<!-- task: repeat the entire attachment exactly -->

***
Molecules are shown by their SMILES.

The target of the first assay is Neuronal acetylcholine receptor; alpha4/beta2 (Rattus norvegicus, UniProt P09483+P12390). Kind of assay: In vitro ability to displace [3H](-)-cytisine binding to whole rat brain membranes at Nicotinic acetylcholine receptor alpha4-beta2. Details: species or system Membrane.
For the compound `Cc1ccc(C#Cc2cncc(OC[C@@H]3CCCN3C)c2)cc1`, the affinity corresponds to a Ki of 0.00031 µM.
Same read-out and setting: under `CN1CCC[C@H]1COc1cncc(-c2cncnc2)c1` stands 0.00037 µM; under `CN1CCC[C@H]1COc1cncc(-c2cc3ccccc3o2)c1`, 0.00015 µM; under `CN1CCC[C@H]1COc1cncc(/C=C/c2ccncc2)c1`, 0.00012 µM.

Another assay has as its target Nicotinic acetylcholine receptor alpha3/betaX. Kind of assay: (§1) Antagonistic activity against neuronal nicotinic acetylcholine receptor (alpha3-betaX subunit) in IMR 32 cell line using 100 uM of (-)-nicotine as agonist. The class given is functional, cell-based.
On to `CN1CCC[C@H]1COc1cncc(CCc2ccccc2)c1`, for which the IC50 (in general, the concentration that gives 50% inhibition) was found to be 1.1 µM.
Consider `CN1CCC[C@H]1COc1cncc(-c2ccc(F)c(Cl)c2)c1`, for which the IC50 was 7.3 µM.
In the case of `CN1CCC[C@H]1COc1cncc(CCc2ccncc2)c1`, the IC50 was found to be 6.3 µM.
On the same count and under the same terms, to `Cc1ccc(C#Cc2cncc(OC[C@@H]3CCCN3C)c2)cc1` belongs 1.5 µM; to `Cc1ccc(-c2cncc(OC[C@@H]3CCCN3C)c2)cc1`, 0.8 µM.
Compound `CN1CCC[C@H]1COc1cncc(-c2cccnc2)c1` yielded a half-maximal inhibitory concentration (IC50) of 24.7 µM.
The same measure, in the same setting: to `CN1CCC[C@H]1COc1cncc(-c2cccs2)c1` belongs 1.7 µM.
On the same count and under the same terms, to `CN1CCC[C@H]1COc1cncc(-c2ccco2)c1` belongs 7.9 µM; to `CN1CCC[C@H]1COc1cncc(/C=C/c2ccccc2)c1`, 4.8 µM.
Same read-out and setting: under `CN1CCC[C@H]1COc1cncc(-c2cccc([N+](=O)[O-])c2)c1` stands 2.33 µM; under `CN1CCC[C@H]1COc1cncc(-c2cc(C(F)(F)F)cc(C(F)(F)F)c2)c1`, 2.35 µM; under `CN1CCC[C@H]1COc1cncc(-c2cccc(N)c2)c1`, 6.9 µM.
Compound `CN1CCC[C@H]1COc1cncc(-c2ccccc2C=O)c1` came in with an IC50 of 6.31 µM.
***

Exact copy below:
Molecules are shown by their SMILES.

The target of the first assay is Neuronal acetylcholine receptor; alpha4/beta2 (Rattus norvegicus, UniProt P09483+P12390). Kind of assay: In vitro ability to displace [3H](-)-cytisine binding to whole rat brain membranes at Nicotinic acetylcholine receptor alpha4-beta2. Details: species or system Membrane.
For the compound `Cc1ccc(C#Cc2cncc(OC[C@@H]3CCCN3C)c2)cc1`, the affinity corresponds to a Ki of 0.00031 µM.
Same read-out and setting: under `CN1CCC[C@H]1COc1cncc(-c2cncnc2)c1` stands 0.00037 µM; under `CN1CCC[C@H]1COc1cncc(-c2cc3ccccc3o2)c1`, 0.00015 µM; under `CN1CCC[C@H]1COc1cncc(/C=C/c2ccncc2)c1`, 0.00012 µM.

Another assay has as its target Nicotinic acetylcholine receptor alpha3/betaX. Kind of assay: (§1) Antagonistic activity against neuronal nicotinic acetylcholine receptor (alpha3-betaX subunit) in IMR 32 cell line using 100 uM of (-)-nicotine as agonist. The class given is functional, cell-based.
On to `CN1CCC[C@H]1COc1cncc(CCc2ccccc2)c1`, for which the IC50 (in general, the concentration that gives 50% inhibition) was found to be 1.1 µM.
Consider `CN1CCC[C@H]1COc1cncc(-c2ccc(F)c(Cl)c2)c1`, for which the IC50 was 7.3 µM.
In the case of `CN1CCC[C@H]1COc1cncc(CCc2ccncc2)c1`, the IC50 was found to be 6.3 µM.
On the same count and under the same terms, to `Cc1ccc(C#Cc2cncc(OC[C@@H]3CCCN3C)c2)cc1` belongs 1.5 µM; to `Cc1ccc(-c2cncc(OC[C@@H]3CCCN3C)c2)cc1`, 0.8 µM.
Compound `CN1CCC[C@H]1COc1cncc(-c2cccnc2)c1` yielded a half-maximal inhibitory concentration (IC50) of 24.7 µM.
The same measure, in the same setting: to `CN1CCC[C@H]1COc1cncc(-c2cccs2)c1` belongs 1.7 µM.
On the same count and under the same terms, to `CN1CCC[C@H]1COc1cncc(-c2ccco2)c1` belongs 7.9 µM; to `CN1CCC[C@H]1COc1cncc(/C=C/c2ccccc2)c1`, 4.8 µM.
Same read-out and setting: under `CN1CCC[C@H]1COc1cncc(-c2cccc([N+](=O)[O-])c2)c1` stands 2.33 µM; under `CN1CCC[C@H]1COc1cncc(-c2cc(C(F)(F)F)cc(C(F)(F)F)c2)c1`, 2.35 µM; under `CN1CCC[C@H]1COc1cncc(-c2cccc(N)c2)c1`, 6.9 µM.
Compound `CN1CCC[C@H]1COc1cncc(-c2ccccc2C=O)c1` came in with an IC50 of 6.31 µM.